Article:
This thematic issue of the Journal of Print and Media Technology Research regroups research papers of scholars, mostly from social sciences perspectives, that examine ties between so called new media and different aspects of modern societies. It means that this special issue is mostly not about technologies but about their appropriation by society and the messages which such technologies are able to diffuse.
This issue starts with the analysis of inequalities of access to new media (the so-called digital divide) between the city and rural areas studied in one Russian case. Sergey Davydov, Olga Logunova and Evgenia Petrova show us that if new media are finally penetrating the Russian countryside, there is a variety of individual patterns of usage of such devices.
Renira Gombarato is studying how the appearance of such a multiplatform realm changes the nature and mechanism of telling stories and incites people to use different platforms to create new stories and to participate inside it.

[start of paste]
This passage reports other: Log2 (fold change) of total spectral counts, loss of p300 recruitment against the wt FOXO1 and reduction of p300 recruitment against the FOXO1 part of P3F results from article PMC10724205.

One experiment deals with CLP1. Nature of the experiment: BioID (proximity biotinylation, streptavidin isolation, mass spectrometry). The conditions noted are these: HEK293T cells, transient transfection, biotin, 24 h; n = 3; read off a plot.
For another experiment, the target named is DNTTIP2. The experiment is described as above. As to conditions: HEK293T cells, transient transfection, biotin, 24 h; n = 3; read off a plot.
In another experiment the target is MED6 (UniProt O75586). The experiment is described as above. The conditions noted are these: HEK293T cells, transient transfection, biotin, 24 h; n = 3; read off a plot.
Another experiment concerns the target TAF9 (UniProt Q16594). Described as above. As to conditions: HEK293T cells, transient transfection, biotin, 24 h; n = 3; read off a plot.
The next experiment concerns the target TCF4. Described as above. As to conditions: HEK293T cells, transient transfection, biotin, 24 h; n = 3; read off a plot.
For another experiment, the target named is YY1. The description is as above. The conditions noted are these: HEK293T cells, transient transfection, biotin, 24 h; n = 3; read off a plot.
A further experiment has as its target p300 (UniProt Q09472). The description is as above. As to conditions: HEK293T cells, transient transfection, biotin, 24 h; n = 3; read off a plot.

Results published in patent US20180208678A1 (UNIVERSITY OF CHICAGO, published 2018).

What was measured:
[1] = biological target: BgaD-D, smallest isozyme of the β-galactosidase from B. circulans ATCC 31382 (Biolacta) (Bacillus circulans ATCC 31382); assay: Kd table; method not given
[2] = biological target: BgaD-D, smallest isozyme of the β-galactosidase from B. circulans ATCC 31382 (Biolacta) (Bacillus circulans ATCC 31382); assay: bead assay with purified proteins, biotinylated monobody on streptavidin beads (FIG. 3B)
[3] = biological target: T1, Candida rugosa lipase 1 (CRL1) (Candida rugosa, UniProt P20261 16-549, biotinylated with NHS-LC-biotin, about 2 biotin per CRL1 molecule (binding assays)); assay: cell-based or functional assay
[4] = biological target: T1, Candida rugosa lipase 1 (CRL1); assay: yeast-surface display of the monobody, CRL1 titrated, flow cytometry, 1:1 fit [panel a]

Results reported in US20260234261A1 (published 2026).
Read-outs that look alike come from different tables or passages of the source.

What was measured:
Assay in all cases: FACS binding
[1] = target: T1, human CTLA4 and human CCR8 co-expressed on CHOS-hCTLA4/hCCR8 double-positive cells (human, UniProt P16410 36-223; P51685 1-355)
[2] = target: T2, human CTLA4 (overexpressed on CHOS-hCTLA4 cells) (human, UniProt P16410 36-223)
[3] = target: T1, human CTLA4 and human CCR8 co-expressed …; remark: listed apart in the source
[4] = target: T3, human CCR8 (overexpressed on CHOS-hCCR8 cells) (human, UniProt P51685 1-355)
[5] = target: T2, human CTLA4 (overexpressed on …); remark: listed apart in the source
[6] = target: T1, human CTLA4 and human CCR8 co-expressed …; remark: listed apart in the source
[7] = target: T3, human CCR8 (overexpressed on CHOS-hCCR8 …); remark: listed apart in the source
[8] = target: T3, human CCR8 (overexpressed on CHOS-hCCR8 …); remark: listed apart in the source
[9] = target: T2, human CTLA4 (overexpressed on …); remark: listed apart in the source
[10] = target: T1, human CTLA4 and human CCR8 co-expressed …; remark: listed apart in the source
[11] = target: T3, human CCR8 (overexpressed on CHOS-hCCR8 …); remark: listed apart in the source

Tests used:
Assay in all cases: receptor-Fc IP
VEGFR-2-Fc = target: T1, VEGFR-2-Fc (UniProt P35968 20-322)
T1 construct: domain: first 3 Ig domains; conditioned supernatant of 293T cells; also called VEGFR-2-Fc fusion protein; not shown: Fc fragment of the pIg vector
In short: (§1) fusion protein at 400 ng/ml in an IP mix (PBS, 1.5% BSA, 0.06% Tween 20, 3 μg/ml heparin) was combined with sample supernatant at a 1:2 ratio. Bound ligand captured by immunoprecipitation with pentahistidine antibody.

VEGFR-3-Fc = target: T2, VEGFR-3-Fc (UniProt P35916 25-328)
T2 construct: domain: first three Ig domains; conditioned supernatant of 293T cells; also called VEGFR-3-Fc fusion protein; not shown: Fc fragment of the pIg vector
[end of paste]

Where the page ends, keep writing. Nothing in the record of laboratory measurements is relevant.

Jonas Appelberg, Elena Johansson, Gunnar Nygren and Pawel Baranowski analysed the realm of the production of messages within the interaction of two media environments: traditional journalism and professional journalists’ blogs. They show the complexity of functions that such new media play for the professional journalist. This analysis is based on the different journalistic cultures of three studied countries.
Elizaveta Gaufmann is much more preoccupied with the way new media are creating the public discourse and she takes the case of Russian nationalism. She shows how the blog discourse is contributing to the offline protest activities of nationalists.
In the closing article, I criticise the techno-determinist approach of interpreting new media as a tool of democracy and show how the configuration of new media in Russia corresponds to the reproduction of the actual political order.
Blogging nation: Russian race riots online
Sergey Davydov1, Olga Logunova1, Eugenia Petrova2